Lately everyone has been reading in the newspaper about how newspapers are dying. Or maybe everyone is reading about it online, which is the problem.
But other than people employed by newspapers, who really cares, or should? They had a good 300-year run in this country. Why be greedy and push for more?
Continue reading “The image is less revolting than what it’s describing, I swear”
I had to work all evening on Valentine’s Day, which is just as well because I didn’t have a date to take anywhere anyway.
Misery loves company, so I should have been comforted at work knowing my coworkers were the same as I, either loveless or kept from love.
One of them in particular, seemed to be taking the whole night pretty rough, and Jay, we’ll call him that, subjected the rest of us to about eight solid hours of whining, sniveling and muffled sobbing. Finally to shut him up, I said that after work we’d both go to a bar and drink until we forgot what today was. He reluctantly agreed and told me I’d be driving.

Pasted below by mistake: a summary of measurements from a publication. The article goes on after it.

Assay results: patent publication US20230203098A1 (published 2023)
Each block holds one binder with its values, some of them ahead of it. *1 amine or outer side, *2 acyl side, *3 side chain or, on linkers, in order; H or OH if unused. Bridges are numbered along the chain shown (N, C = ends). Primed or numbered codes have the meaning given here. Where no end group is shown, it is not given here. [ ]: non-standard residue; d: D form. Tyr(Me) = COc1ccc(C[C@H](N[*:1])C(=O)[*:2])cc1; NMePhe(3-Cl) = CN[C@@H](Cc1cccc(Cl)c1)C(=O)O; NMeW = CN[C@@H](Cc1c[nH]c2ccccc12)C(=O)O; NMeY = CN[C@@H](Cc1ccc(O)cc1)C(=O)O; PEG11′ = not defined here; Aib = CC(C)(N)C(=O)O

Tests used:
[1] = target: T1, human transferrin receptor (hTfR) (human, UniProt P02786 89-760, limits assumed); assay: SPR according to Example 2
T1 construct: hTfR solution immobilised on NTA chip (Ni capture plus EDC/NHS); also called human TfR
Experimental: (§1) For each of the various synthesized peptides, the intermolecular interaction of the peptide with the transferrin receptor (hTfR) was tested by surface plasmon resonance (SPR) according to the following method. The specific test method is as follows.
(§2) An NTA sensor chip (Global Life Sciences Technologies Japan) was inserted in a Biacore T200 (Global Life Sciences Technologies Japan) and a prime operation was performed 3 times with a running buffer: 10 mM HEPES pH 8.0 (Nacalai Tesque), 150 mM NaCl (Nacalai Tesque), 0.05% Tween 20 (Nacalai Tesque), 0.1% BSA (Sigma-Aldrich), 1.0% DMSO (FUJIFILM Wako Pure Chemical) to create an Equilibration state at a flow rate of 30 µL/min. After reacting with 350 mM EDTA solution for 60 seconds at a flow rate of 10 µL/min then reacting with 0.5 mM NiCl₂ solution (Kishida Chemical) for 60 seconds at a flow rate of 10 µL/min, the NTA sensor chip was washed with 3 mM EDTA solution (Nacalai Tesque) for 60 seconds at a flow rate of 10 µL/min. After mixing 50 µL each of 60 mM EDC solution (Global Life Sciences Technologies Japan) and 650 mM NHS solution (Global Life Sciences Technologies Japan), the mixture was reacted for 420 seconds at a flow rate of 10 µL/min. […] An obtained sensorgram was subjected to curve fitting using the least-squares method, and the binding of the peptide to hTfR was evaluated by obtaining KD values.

Continue reading “On Valentine’s Day, love and restraining orders were in the air”
During last autumn’s presidential campaign, John McCain ran ads calling Barack Obama the “biggest celebrity in the world” and meant it as an insult – which coming from a senator who’d hosted “Saturday Night Live” and from a ticket that eventually included Sarah Palin, was a bit hypocritical.
But largely accurate. Already Obama seems to have appeared on “Entertainment Tonight” more than Bush 43 ever did; we care about the present Obama’s wife bought and the outfits his daughters wore, even how his daughter reacted when she met other celebrities. We didn’t know FDR was crippled, but we know Obama drives to the left to get to the basket.
Secret Service agents with orders to shoot-to-kill are the only thing keeping paparazzi away.
Continue reading “There are worse things than being the world’s biggest celebrity”
I spend a lot of time putting together these weekly columns. Days, sometimes weeks of walking to and from lunch, kicking rocks down the street. Hours scribbling in various notebooks, then a night getting all of them together and typed into a computer file.
There’s a lot of writing, a little praying and great weeping and gnashing of teeth involved before I finally fall asleep sobbing and wake up to remember it still isn’t finished, and I’ve got to stay at work until it at least looks like it is.
So in the middle of all of this, writing a column about politicians and celebrity, I noticed the Australian Open final was about to start, (1) Rafael Nadal vs. (2) Roger Federer. I’m not a tennis fan in any way whatsoever. The sport bores me, especially when it doesn’t involve women I can objectify.
Continue reading “The weekend’s most important sport event didn’t involve a bowl”